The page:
Appreciating the Haunting Sound of Xavier Dolan’s ‘Tom at the Farm’

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“I’m not a thriller guy—although I would love to direct one good thriller,” Xavier Dolan told me when we spoke in 2011 for the release of Heartbeats. “Everybody dreams of directing something like Se7en or Silence of the Lambs. I want to try different things and test my limits.” And now, just three years after, Dolan’s follow-up to Laurence Anyways, Tom at the Farm had its New York premiere last night at MoMA.

The prolific and frighteningly talented filmmaker’s Tom may not have a U.S. release date yet, but it more than certainly should. As a haunting and unnerving psychological thriller, the film is a departure from his affinity for grandiose aesthetics and emotionally ravaging love stories. Here he has stripped his style down to its bare bones—”minimal” in Dolan language still being a slightly heightened view of the world—to give us another taste of his talents with a bizarre, kinky, and violent tale based on a stage play by Michel-Marc Bouchard.

Tom at the Farm plays as a nightmarish journey about a mourning young man who goes to the country to the family home of his deceased lover. Upon arriving he realizes that his man’s mother knows nothing of their relationship, while his thuggish brother won’t stop at anything to keep it that way. Set in the deep, damp farmlands of Quebec, the story of psychological manipulation plays out with cunning anxiety and bizarre tangents, finding a odd and sickly sense of humor even in its brutality. And as Dolan’s movies are wont to possess, the music in the film is a menacing and wonderful character unto itself.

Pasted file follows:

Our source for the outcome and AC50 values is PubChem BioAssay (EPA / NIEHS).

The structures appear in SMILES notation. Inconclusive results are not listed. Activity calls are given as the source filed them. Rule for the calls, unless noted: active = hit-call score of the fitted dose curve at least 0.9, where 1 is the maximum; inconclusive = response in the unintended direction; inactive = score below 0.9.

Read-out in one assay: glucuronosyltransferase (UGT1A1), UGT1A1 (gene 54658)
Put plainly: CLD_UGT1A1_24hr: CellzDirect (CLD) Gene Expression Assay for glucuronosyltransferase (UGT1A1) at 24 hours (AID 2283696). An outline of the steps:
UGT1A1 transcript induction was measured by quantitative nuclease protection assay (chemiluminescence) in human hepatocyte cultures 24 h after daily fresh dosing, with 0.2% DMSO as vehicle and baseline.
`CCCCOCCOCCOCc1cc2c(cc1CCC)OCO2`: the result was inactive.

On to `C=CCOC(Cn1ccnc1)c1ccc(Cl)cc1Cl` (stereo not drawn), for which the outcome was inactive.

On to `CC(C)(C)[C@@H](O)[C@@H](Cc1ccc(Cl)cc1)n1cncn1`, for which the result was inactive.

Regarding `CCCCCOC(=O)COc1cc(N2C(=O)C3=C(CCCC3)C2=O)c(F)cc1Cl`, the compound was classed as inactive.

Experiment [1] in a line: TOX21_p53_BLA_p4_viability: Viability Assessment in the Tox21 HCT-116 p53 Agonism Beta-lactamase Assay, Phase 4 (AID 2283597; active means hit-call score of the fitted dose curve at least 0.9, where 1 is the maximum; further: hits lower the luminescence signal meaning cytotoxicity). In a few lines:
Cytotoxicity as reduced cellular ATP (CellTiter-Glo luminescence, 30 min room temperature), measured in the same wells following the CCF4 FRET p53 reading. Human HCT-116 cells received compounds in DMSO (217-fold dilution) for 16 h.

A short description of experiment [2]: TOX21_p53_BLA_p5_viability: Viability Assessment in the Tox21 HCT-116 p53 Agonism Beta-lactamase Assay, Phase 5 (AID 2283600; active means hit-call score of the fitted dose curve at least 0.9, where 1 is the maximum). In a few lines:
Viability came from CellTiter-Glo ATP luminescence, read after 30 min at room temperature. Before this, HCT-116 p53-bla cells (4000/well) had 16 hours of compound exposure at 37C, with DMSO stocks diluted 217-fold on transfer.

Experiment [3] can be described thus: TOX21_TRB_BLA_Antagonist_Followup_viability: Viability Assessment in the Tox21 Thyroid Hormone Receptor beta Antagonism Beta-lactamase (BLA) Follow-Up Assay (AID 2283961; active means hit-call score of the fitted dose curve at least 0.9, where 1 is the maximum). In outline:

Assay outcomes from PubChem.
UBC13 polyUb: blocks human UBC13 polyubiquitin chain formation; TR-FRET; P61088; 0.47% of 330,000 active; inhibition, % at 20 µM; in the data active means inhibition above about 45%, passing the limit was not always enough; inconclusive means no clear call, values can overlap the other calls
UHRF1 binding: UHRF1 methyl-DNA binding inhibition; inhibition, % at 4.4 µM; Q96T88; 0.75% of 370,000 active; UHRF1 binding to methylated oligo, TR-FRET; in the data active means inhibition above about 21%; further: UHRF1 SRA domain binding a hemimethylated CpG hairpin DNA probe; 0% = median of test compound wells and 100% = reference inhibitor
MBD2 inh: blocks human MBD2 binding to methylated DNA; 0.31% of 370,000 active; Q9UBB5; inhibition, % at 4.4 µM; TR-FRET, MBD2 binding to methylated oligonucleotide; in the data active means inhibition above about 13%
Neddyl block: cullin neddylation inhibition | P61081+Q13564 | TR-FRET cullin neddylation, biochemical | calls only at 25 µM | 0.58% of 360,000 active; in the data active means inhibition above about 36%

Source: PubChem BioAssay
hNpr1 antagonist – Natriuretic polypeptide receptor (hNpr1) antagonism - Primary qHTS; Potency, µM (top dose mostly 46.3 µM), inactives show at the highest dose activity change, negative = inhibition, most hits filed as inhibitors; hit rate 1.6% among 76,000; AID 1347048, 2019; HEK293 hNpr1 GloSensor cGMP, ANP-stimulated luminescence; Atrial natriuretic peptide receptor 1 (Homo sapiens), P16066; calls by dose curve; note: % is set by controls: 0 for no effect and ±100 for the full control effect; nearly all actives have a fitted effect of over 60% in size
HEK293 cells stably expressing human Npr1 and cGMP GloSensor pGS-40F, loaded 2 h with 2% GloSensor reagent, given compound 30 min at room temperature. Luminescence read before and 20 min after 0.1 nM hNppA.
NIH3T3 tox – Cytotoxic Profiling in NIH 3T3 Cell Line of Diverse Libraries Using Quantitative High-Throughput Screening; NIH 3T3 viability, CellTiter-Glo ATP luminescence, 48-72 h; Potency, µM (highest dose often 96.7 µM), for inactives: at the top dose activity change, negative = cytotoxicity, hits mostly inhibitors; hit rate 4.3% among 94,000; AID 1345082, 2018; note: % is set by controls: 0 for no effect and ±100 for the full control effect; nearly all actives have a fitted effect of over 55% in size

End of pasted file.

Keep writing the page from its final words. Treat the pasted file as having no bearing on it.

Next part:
Last night while introducing the film Dolan mentioned that in his last appearance at MoMA he told his audience he was unsure of Tom at the Farm’s fate, fearing that it was “bad”—but that was before he began collaborating with legendary composer Gabriel Yared, whose score completely changed the film for him and, as he said, would not exist without it. So today, in honor of the film, let’s take a listen to the jarringly intense score for the film, as well some of the other music that permeates the gripping story.

GABRIEL YARED’S ORIGINAL SCORE

MICHEL LEGRAND, LES MOULINS DE MON COEUR 

RUFUS WAINWRIGHT, “GOING TO TOWN”

GOTAN PROJECT, “SANTA MARIA (DEL BUEN AYRE)

COREY HART, SUNGLASSES AT NIGHT